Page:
“We are here to announce a historic step forward in our ongoing effort to protect the American people from financial fraud – and to hold accountable those whose actions threatened the integrity of our financial markets and undermined the stability of our economy,” Attorney General Eric Holder said at a news conference announcing the settlement.

Since the end of the financial crisis, the bank has incurred more than $60 billion in losses and legal settlements. Of the latest settlement, $7 billion will go to consumers faced with financial hardship. In turn, the bank largely exonerates itself from further federal scrutiny.

However, not all is forgotten. The New York Times reports that federal prosecutors are preparing a new case against Angelo Mozilo, the former chairman and chief executive officer of Countrywide Financial, which Bank of America acquired in mid-2008. As the country’s largest lender of mortgages, Countrywide Financial purportedly played a large role in distributing toxic loans. Mozilo has already paid the Securities and Exchange Commission a record $67.5 million settlement.

MONEY Housing Market

The 5 Cities That Have Recovered Most—and Least—From the Recession

Some areas have rebounded nicely since the financial crisis. But many have not.

On Wednesday, the Department of Commerce announced the U.S. economy grew a healthy 4% in the second quarter of 2014. The good news aligns with other positive economic signals, like an increase in hiring, and suggests the nation as a whole might be on the road to recovery.

Unfortunately, this rosy picture hasn’t been shared equally across the United States. Some areas have recovered well, while others have struggled. A new report from personal finance social network WalletHub highlights which municipalities have made the most progress toward normalcy since the downturn, and the areas that still have a way to go. To compile the list, WalletHub analyzed 18 economic metrics for the 180 largest U.S. cities, including the inflow of college-educated workers, the rate of new business growth, unemployment rates, and home price appreciation.

Here are the results.

Most Recovered Cities

Klyde Warren Park, Dallas, Texas.
Home prices in Dallas have shot up since the crisis, bolstering the city’s economy. Trevor Kobrin—Dallas CVB

1. Laredo, Texas

Over the past seven years, this Southern Texas city’s median income has increased 5% while the population has surged 13%. State-wide bankruptcy is down, and new business growth is up.

2. Irving, Texas

Irving, sandwiched between Dallas and Fort Worth, earned high marks for rising median income (up 6% since 2007) and a decreasing ratio of part-time to full-time workers. The area has seen more college-educated workers moving in.

3. Fayetteville, North Carolina

More workers moved from part-time to full-time gigs in this city than any other place. Plus more college-educated workers are coming than going, helping the population spike over 14% since 2007.

4. Denver, Colorado

The Mile High City has seen a 12% jump in median income since the financial crisis. Most impressively, it’s one of the few areas to have seen home prices completely recover (and then some) from the housing crash.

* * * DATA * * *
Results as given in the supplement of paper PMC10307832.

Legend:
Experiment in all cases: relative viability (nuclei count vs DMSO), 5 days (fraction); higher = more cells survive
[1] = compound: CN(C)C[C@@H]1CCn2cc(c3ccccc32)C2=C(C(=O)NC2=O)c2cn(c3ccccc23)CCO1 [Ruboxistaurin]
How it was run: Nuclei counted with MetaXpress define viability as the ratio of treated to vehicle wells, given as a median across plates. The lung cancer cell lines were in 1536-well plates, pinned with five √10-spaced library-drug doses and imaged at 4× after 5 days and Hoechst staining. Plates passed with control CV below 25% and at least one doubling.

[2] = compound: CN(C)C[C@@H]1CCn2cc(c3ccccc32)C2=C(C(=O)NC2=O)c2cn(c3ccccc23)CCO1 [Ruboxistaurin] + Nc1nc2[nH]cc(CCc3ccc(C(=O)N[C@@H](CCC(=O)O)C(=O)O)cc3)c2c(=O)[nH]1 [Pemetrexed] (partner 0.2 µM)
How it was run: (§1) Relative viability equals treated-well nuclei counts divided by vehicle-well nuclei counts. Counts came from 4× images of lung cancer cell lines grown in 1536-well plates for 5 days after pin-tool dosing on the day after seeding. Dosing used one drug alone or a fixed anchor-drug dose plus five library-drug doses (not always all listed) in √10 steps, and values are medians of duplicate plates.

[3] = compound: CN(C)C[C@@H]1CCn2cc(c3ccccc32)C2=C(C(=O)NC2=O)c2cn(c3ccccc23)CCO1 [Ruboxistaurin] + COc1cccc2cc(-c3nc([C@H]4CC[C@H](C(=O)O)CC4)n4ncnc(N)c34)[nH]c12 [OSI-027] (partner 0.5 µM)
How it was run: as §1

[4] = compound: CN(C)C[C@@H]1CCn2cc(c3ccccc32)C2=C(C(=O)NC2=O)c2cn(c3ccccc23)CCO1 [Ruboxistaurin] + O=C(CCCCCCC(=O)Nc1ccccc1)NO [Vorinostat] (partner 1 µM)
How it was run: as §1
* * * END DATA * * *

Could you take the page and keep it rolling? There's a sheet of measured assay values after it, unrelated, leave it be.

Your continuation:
5. Dallas, Texas

Dallas is still dealing with an increased ratio of part-time to full-time workers, but median income is up nearly 4% and home prices have appreciated a shocking 17% since the housing bubble burst.

Least Recovered Cities

Newark, New Jersey
Newark, New Jersey is still struggling to come back from the financial crisis. Flickr

1. San Bernardino, California

This Southern California city ranks as the farthest away from a full recovery. Both income and housing prices have dropped since 2007, with median income down 4%, and home prices down 43%. San Bernardino’s ratio of part-time to full-time jobs has also gone up nearly 14%.

2. Stockton, California

This Northern California inland area isn’t doing so well either. Incomes are down. Home prices have severely depreciated (down more than 43% from seven years ago), and the foreclosure rate is close to 18%.

3. Boise City, Indiana

Residents of Boise City have suffered an 8% drop in their median income since the crisis. Despite there being increasingly more full-time work opportunities, relative to part-time roles, new business growth remains far below its pre-recession level, down roughly 11%.

4. Newark, New Jersey

The median income remains down almost 5% in this urban area, adjacent to New York. Homes have been hit hard too. Housing prices are about 41% lower than they were in 2007.

5. Modesto, California

This town, which neighbors depressed Stockton, also hasn’t been able to break out of its post recession funk, likely because home prices remain down about 35%, and new business growth almost 9%.

MONEY Citigroup

Here’s Why Citigroup Is Shelling Out $7 Billion

It wasn't just investors who were hurt when banks turned lousy mortgages into toxic bonds

+ READ ARTICLE

You could be forgiven for not caring — or perhaps not even noticing — that Citigroup agreed yesterday to pony up $7 billion to settle a Justice department inquiry into its mortgage business. More than five years after the financial crisis, the legal process of holding banks accountable can feel about as urgent as a rerun of Law & Order.